Playing with FIRE is Playing with RISK

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The holidays are a time for roaring fires and cozy Christmas dreams. Yet, the last few weeks have been far from that in the investment world as Wall Street grapples with big drops in S&P 500 value, a bond yield inversion, and global economic uncertainty.  While I’d rather be writing about a ‘Santa Claus Rally’ – instead we are closing out the year in negative territory.

As this publishes on Monday morning (10 Dec 2018), year-to-date S&P 500 performance has dropped -2%, bonds have dropped -3%, and international stocks are down a whopping -14%.  Most indices were holding in pretty well until 60 days ago, but October, November, and December have been particularly rough.  Worse for me, the MegaCorp I am a retiree of has seen their stock a whopping -34% this year.  That’s twice as bad as any year in the company’s last 30+ years.

That’s why I thought this quote about risk from Teddy Roosevelt was particularly apropos right now.  Investments, particularly over the short term are very risky and have a way of biting you in the butt at an inopportune time.  Yet, over the long-term, the risk can provide handsome returns and you are short-changing yourself if you take no risk at all.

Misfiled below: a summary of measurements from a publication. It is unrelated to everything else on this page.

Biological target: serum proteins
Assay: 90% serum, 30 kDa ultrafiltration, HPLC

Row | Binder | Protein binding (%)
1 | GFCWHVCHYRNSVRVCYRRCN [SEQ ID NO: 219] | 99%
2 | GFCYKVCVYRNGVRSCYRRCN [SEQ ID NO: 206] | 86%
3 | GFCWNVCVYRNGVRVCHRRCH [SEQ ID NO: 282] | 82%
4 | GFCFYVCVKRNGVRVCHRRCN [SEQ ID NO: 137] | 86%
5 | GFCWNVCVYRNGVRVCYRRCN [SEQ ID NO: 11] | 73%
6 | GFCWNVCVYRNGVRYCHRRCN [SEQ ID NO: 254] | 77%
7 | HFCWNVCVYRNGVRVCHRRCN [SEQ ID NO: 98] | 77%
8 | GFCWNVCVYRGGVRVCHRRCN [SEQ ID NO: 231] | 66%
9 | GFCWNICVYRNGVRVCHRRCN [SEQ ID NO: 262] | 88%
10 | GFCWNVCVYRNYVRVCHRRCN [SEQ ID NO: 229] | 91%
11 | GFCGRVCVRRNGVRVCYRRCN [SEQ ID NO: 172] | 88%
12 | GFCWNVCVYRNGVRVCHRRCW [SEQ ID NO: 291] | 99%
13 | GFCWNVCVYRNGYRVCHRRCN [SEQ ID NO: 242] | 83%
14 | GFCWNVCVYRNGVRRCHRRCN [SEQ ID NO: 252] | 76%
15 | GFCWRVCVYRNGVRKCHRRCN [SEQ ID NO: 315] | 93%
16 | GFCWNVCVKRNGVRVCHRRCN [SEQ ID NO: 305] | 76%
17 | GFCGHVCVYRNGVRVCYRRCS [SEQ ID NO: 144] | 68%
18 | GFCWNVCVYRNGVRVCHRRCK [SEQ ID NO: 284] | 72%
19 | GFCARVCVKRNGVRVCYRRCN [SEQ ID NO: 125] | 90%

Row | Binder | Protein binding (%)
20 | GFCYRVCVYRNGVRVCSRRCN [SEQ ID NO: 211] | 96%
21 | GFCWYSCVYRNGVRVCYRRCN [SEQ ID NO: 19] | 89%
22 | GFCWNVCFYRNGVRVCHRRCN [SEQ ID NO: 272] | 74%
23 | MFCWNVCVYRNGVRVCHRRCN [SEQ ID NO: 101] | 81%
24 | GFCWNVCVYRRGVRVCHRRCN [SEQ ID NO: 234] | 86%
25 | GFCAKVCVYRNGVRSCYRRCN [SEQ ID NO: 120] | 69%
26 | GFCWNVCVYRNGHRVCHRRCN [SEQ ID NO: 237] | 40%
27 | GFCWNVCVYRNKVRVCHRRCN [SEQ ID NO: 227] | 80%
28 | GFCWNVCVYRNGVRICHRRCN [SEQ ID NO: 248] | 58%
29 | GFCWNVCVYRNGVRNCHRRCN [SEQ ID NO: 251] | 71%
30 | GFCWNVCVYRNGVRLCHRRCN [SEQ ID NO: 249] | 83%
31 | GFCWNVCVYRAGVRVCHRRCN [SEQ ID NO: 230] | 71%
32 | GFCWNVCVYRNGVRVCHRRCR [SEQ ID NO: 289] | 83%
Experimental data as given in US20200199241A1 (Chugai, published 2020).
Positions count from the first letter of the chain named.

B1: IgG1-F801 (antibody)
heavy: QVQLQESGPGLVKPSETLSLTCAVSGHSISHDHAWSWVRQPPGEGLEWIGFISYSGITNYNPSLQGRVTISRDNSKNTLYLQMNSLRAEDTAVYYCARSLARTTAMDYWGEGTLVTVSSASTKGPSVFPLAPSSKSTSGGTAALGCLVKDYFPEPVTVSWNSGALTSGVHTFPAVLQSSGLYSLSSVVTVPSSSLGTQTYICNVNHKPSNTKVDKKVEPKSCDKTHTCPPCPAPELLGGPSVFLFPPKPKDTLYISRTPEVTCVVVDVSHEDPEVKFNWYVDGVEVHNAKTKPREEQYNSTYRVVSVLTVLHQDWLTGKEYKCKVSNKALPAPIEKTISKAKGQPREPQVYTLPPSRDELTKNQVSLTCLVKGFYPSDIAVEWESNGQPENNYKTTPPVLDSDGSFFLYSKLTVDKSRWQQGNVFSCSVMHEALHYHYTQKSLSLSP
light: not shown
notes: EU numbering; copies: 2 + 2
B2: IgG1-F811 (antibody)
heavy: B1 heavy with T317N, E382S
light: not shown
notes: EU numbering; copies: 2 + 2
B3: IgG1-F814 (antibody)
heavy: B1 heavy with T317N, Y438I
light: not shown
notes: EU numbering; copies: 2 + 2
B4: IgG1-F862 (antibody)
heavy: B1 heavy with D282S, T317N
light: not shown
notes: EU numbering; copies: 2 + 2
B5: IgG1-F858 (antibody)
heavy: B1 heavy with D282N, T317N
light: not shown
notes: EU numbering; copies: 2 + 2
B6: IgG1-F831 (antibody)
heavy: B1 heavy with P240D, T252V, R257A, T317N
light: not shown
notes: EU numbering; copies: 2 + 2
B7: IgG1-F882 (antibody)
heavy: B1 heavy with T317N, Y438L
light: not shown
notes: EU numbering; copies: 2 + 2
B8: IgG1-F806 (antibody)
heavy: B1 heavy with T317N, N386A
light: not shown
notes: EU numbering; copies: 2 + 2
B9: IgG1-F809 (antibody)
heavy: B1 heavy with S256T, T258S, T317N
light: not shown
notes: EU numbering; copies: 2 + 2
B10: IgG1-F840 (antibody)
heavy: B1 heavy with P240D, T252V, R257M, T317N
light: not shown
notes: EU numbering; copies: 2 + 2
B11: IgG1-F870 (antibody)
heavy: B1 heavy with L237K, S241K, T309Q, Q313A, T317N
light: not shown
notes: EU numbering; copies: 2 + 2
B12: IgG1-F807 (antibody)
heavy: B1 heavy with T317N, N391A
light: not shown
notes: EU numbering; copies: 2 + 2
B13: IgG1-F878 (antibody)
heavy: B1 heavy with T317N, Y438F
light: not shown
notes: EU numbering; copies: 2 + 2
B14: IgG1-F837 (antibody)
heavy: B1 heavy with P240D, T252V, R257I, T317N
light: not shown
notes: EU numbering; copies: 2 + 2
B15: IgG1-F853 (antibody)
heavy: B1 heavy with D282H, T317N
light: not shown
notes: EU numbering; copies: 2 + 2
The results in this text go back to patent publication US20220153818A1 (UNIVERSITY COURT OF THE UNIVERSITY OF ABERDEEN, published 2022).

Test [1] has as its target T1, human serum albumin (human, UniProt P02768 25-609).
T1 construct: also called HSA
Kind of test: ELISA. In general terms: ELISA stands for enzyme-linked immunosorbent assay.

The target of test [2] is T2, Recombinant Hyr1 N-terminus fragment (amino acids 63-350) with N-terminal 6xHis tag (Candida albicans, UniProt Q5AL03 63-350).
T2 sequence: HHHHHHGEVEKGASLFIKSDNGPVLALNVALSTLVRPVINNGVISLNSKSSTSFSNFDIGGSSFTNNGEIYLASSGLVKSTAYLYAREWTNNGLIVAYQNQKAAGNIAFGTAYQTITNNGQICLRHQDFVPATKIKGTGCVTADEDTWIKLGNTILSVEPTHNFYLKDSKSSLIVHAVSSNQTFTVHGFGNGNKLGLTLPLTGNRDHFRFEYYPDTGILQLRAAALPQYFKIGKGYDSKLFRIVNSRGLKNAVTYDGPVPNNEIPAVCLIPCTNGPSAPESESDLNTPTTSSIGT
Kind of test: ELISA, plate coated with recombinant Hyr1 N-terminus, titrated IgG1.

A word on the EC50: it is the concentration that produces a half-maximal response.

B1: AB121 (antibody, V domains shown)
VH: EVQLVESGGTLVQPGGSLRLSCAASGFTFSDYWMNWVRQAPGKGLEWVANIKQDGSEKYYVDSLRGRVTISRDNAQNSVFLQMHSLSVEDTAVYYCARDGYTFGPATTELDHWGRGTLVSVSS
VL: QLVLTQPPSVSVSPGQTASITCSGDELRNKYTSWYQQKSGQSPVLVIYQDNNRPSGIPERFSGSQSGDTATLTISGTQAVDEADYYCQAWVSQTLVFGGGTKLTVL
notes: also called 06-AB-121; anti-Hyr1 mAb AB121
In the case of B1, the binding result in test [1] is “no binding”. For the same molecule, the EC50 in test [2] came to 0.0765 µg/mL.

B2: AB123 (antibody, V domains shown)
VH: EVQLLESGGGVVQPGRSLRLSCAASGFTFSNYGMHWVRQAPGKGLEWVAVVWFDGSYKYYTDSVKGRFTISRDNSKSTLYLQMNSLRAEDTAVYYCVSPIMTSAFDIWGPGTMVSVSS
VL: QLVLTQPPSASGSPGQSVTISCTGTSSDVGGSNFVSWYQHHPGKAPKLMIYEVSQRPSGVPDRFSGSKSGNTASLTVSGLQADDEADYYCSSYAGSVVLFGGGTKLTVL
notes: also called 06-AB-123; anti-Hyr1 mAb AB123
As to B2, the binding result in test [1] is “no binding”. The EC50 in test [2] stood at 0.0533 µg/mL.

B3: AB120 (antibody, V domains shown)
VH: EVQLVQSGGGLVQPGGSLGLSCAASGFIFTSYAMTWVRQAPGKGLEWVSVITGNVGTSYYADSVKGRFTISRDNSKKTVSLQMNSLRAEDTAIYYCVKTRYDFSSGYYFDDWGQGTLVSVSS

I try to keep regular track of the risk balance within our investment bets and not get too extended in one way or another.  I wrote earlier this year about our mix of equities, bonds, real estate, and MegaCorp stock options (which continue to be deflated).  Once a year I make ‘rebalancing’ adjustments – usually sometime after New Year’s.

We also carry a good chunk of cash in money market accounts so that we can sit on the sidelines when the market has a touch spell.  Most personal finance advisors suggest a 18-24 month cushion of cash, but we went into the year with 36 months.  That gives us flexibility to weather storms that come through.

As I’ve noted before, outside of company stock options which I sell via a dollar-cost-averaging strategy, I keep speculative investments to a minimum.  The angel investing and cryptocurrency (also having a tough run) investments I’ve made are less than 2% of our total portfolio mix.

Our thought process is ‘backed up’ with the help of our financial advisor, who we meet with at least once a year for an in depth look at where we are at.  He keeps his advice to us pretty conservative with the caution that protecting our nest egg is a priority to growing it rapidly.  They have a proprietary Monte Carlo calculator (similar to FIREcalc) that we can access online and play with assumptions as well.  The more you run sensitivities, the better you can tease out the risk factors.

I’m not sure what 2019 will bring for investment performance (or even the next week), but we’ll continue to keep our portfolio mix as sensible as possible and keep our assets bucketed by time horizon.  We can’t control the markets, but we can benefit from them if we keep objective about how we are balancing our bets.

Image Credit: Pixabay

10 thoughts on “Playing with FIRE is Playing with RISK

    1. Oops … thanks for pointing out! Market hasn’t done much since Monday, down only a little bit- which is good news, I guess!